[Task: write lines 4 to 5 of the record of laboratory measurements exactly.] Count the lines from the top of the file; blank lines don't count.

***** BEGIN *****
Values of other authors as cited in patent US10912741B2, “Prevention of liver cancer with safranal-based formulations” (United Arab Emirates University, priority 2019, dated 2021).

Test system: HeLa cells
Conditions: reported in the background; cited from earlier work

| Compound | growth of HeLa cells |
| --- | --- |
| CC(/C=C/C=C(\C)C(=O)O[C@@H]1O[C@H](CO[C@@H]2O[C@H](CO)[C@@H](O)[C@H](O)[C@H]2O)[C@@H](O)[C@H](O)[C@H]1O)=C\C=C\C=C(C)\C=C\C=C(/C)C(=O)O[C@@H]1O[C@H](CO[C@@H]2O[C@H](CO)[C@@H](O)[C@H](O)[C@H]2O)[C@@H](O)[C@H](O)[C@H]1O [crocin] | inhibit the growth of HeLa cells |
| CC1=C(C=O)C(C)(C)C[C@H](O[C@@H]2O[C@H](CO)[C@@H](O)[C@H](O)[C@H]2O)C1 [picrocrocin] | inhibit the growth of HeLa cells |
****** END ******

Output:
| Compound | growth of HeLa cells |
| --- | --- |